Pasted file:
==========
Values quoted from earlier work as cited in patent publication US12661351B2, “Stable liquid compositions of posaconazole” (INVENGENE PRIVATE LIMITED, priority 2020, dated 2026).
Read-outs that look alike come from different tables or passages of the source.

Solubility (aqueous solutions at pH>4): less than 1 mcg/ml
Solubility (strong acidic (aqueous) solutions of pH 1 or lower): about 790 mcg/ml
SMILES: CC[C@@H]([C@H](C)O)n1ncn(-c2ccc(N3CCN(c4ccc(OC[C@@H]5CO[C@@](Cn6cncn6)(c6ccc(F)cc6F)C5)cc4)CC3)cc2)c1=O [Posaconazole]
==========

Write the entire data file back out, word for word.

Values quoted from earlier work as cited in patent publication US12661351B2, “Stable liquid compositions of posaconazole” (INVENGENE PRIVATE LIMITED, priority 2020, dated 2026).
Read-outs that look alike come from different tables or passages of the source.

Solubility (aqueous solutions at pH>4): less than 1 mcg/ml
Solubility (strong acidic (aqueous) solutions of pH 1 or lower): about 790 mcg/ml
SMILES: CC[C@@H]([C@H](C)O)n1ncn(-c2ccc(N3CCN(c4ccc(OC[C@@H]5CO[C@@](Cn6cncn6)(c6ccc(F)cc6F)C5)cc4)CC3)cc2)c1=O [Posaconazole]